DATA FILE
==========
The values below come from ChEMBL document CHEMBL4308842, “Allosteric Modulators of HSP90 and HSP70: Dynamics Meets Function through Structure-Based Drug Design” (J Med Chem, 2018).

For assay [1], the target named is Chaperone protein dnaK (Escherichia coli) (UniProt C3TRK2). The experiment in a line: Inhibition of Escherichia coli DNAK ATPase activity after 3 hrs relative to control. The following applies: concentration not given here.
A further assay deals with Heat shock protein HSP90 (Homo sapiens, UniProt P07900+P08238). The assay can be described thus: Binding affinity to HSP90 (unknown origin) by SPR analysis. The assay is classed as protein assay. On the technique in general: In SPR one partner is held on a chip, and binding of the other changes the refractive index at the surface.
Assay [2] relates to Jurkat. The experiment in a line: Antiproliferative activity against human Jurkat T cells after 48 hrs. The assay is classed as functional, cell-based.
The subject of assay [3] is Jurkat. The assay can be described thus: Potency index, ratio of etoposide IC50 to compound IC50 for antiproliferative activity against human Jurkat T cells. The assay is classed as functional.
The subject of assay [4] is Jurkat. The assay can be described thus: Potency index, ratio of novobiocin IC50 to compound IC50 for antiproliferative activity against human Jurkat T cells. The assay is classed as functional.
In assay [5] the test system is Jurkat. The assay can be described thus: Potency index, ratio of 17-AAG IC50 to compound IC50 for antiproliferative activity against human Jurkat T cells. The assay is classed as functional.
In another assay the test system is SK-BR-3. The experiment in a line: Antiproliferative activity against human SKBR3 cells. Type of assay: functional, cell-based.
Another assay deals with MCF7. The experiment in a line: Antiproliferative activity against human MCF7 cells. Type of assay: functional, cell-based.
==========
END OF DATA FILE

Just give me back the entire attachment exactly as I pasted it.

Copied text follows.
The values below come from ChEMBL document CHEMBL4308842, “Allosteric Modulators of HSP90 and HSP70: Dynamics Meets Function through Structure-Based Drug Design” (J Med Chem, 2018).

For assay [1], the target named is Chaperone protein dnaK (Escherichia coli) (UniProt C3TRK2). The experiment in a line: Inhibition of Escherichia coli DNAK ATPase activity after 3 hrs relative to control. The following applies: concentration not given here.
A further assay deals with Heat shock protein HSP90 (Homo sapiens, UniProt P07900+P08238). The assay can be described thus: Binding affinity to HSP90 (unknown origin) by SPR analysis. The assay is classed as protein assay. On the technique in general: In SPR one partner is held on a chip, and binding of the other changes the refractive index at the surface.
Assay [2] relates to Jurkat. The experiment in a line: Antiproliferative activity against human Jurkat T cells after 48 hrs. The assay is classed as functional, cell-based.
The subject of assay [3] is Jurkat. The assay can be described thus: Potency index, ratio of etoposide IC50 to compound IC50 for antiproliferative activity against human Jurkat T cells. The assay is classed as functional.
The subject of assay [4] is Jurkat. The assay can be described thus: Potency index, ratio of novobiocin IC50 to compound IC50 for antiproliferative activity against human Jurkat T cells. The assay is classed as functional.
In assay [5] the test system is Jurkat. The assay can be described thus: Potency index, ratio of 17-AAG IC50 to compound IC50 for antiproliferative activity against human Jurkat T cells. The assay is classed as functional.
In another assay the test system is SK-BR-3. The experiment in a line: Antiproliferative activity against human SKBR3 cells. Type of assay: functional, cell-based.
Another assay deals with MCF7. The experiment in a line: Antiproliferative activity against human MCF7 cells. Type of assay: functional, cell-based.